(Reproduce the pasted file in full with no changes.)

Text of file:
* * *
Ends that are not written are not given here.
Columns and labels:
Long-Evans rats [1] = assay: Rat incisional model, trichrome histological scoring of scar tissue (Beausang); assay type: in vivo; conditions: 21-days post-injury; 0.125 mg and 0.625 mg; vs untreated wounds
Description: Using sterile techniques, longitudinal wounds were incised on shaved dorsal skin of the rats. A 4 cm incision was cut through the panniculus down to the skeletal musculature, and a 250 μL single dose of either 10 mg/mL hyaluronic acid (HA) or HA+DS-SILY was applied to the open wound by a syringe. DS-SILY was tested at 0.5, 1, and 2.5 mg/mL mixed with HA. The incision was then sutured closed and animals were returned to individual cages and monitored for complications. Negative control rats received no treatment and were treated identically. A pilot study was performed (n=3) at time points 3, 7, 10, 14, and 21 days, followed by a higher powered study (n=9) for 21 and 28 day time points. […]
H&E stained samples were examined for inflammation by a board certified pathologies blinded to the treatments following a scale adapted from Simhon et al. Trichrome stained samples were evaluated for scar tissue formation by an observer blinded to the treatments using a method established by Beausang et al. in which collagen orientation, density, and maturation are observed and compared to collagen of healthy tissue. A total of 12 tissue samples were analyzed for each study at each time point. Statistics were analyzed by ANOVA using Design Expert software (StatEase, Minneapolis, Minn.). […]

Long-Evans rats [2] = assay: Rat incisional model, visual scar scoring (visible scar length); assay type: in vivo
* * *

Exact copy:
Ends that are not written are not given here.
Columns and labels:
Long-Evans rats [1] = assay: Rat incisional model, trichrome histological scoring of scar tissue (Beausang); assay type: in vivo; conditions: 21-days post-injury; 0.125 mg and 0.625 mg; vs untreated wounds
Description: Using sterile techniques, longitudinal wounds were incised on shaved dorsal skin of the rats. A 4 cm incision was cut through the panniculus down to the skeletal musculature, and a 250 μL single dose of either 10 mg/mL hyaluronic acid (HA) or HA+DS-SILY was applied to the open wound by a syringe. DS-SILY was tested at 0.5, 1, and 2.5 mg/mL mixed with HA. The incision was then sutured closed and animals were returned to individual cages and monitored for complications. Negative control rats received no treatment and were treated identically. A pilot study was performed (n=3) at time points 3, 7, 10, 14, and 21 days, followed by a higher powered study (n=9) for 21 and 28 day time points. […]
H&E stained samples were examined for inflammation by a board certified pathologies blinded to the treatments following a scale adapted from Simhon et al. Trichrome stained samples were evaluated for scar tissue formation by an observer blinded to the treatments using a method established by Beausang et al. in which collagen orientation, density, and maturation are observed and compared to collagen of healthy tissue. A total of 12 tissue samples were analyzed for each study at each time point. Statistics were analyzed by ANOVA using Design Expert software (StatEase, Minneapolis, Minn.). […]

Long-Evans rats [2] = assay: Rat incisional model, visual scar scoring (visible scar length); assay type: in vivo